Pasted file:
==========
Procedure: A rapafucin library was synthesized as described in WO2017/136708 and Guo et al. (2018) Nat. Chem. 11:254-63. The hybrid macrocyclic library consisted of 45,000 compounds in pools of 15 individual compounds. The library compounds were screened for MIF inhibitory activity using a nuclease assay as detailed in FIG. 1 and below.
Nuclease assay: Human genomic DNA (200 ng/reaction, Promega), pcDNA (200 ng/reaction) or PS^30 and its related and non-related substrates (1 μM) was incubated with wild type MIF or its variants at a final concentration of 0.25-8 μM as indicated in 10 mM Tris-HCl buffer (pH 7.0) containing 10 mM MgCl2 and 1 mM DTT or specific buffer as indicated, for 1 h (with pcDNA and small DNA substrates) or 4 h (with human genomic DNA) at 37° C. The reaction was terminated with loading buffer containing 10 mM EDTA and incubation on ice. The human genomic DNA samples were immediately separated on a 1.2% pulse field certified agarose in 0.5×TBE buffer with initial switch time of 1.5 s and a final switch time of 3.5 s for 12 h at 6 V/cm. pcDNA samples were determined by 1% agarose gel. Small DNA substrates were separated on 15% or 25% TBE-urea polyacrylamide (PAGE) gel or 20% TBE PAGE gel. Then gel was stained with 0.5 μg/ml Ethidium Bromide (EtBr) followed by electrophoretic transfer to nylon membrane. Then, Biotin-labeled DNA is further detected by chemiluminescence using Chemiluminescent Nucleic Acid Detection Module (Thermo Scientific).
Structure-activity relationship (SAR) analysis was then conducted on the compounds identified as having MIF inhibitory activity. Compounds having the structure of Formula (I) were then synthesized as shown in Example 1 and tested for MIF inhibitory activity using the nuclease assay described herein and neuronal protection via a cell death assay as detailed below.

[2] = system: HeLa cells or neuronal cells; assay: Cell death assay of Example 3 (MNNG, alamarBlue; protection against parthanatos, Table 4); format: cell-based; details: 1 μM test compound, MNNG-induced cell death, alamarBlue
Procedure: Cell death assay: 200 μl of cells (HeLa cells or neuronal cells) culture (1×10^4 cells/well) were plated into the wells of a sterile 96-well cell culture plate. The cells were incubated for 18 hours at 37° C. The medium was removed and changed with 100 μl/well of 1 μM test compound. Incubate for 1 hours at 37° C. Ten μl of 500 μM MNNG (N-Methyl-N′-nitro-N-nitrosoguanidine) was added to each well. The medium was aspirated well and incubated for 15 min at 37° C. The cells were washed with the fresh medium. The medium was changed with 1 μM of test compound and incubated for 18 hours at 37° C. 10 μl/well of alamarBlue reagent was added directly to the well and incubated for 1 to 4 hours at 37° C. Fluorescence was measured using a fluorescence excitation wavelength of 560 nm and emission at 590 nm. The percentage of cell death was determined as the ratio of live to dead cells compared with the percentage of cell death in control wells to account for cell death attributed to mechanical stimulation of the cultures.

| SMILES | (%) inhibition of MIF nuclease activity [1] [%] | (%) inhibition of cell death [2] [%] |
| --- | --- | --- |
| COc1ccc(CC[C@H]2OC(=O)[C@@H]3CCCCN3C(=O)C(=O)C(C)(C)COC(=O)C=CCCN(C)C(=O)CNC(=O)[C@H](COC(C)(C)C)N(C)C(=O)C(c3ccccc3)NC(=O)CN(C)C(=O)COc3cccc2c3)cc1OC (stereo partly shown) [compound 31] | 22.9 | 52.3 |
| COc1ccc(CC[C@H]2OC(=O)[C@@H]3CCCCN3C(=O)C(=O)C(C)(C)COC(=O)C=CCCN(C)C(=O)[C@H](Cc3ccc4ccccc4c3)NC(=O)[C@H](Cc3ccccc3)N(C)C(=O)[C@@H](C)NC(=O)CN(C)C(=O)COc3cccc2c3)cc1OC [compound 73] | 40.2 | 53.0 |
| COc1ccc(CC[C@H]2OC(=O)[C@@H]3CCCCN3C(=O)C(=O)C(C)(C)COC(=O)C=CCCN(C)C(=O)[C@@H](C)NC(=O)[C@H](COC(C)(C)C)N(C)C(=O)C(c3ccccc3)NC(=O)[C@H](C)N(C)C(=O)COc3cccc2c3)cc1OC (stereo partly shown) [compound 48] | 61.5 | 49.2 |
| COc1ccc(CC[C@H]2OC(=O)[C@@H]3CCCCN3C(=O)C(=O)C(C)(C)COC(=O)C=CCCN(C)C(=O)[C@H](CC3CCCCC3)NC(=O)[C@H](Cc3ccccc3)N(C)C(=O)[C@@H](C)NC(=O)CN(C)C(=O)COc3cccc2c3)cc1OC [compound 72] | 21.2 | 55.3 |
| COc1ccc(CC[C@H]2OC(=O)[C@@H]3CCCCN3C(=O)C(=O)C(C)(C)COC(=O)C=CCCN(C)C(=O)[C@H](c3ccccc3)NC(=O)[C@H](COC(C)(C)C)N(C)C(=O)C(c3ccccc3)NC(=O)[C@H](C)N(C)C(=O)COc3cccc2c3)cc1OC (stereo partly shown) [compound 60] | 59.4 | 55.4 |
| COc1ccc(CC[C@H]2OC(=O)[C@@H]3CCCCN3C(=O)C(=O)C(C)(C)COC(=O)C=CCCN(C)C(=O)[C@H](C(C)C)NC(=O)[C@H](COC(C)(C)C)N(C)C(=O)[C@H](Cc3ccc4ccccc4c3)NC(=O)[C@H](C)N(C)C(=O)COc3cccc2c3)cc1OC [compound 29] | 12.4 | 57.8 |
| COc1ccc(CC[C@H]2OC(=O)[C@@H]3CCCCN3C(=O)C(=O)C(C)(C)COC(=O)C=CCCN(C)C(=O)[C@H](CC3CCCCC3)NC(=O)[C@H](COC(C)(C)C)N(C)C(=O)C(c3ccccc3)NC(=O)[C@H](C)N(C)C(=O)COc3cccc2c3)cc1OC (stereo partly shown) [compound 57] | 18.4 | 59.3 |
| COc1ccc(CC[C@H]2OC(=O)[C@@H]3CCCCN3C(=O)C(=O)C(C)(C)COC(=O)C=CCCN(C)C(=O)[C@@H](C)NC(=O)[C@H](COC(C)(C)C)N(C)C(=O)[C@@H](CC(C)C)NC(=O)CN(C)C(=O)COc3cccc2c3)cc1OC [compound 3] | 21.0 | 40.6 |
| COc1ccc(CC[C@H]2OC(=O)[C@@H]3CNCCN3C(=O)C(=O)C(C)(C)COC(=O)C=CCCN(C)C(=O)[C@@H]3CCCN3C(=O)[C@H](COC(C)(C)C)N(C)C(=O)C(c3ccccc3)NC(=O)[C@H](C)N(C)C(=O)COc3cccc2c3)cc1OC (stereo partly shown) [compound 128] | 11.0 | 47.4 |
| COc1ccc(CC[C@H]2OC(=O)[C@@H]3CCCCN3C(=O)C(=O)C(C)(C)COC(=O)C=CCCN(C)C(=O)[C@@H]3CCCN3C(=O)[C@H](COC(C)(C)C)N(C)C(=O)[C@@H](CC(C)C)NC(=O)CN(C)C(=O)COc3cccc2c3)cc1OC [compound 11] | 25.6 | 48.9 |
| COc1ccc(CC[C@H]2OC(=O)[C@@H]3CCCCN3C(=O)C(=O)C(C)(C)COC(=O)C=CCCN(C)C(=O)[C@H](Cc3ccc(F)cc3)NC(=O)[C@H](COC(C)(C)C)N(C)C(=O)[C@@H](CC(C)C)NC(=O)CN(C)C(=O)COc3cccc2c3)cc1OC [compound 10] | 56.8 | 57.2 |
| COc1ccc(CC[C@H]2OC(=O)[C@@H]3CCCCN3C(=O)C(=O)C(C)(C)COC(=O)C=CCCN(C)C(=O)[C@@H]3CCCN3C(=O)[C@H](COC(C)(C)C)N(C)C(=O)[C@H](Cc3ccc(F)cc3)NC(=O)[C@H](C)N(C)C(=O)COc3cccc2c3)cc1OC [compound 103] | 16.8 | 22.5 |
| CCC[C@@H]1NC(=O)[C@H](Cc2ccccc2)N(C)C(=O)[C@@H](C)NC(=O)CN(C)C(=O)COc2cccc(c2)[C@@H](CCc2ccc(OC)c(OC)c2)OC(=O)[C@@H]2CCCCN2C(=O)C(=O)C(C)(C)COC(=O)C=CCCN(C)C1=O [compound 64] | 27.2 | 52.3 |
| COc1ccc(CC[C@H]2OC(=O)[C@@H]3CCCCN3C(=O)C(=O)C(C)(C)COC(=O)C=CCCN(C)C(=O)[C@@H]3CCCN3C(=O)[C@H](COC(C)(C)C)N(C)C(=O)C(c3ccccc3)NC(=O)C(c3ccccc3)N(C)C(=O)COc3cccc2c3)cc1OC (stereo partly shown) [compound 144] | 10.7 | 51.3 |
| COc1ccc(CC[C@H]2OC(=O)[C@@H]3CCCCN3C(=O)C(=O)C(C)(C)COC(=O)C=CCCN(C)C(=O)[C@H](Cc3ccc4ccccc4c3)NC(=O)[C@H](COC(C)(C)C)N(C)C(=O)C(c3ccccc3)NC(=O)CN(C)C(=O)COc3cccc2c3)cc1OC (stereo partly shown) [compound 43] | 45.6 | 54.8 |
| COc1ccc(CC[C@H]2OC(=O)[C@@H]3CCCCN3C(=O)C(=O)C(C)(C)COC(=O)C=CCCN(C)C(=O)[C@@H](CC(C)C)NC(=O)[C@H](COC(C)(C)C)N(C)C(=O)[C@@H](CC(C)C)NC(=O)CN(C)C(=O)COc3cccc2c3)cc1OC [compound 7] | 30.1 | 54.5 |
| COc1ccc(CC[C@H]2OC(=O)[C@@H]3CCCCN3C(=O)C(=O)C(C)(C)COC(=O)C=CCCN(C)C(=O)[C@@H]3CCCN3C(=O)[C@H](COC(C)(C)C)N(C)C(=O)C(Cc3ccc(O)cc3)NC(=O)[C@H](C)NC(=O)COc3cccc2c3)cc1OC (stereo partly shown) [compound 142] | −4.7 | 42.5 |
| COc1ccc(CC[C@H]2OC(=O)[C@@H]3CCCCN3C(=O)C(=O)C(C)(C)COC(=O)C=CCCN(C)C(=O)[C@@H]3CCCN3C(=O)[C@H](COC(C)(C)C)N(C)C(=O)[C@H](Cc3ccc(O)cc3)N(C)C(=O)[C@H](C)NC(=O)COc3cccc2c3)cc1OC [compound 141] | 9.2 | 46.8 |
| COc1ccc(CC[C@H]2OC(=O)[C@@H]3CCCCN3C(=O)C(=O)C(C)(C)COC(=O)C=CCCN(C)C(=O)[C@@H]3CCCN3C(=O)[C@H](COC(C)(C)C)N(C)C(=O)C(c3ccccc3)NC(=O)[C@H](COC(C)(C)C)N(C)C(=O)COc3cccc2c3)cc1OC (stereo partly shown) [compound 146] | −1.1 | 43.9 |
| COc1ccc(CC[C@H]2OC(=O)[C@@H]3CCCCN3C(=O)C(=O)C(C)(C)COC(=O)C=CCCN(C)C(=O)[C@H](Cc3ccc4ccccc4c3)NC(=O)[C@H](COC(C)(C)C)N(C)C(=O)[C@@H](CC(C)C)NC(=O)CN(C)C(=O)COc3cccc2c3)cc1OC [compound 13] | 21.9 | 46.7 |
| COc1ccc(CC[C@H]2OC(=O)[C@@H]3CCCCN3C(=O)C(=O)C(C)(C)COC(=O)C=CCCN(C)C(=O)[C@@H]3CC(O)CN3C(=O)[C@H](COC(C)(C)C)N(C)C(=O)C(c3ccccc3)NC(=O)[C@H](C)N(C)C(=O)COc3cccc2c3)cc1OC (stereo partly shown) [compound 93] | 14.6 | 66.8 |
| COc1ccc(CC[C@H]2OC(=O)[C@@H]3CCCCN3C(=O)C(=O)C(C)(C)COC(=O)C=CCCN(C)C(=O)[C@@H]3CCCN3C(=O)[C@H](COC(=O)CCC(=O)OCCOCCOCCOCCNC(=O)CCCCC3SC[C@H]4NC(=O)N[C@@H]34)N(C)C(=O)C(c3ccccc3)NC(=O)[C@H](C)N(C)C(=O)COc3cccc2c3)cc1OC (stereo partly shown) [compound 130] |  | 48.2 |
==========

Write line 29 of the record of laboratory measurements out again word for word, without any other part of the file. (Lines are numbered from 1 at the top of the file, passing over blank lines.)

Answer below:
| COc1ccc(CC[C@H]2OC(=O)[C@@H]3CCCCN3C(=O)C(=O)C(C)(C)COC(=O)C=CCCN(C)C(=O)[C@@H]3CCCN3C(=O)[C@H](COC(=O)CCC(=O)OCCOCCOCCOCCNC(=O)CCCCC3SC[C@H]4NC(=O)N[C@@H]34)N(C)C(=O)C(c3ccccc3)NC(=O)[C@H](C)N(C)C(=O)COc3cccc2c3)cc1OC (stereo partly shown) [compound 130] |  | 48.2 |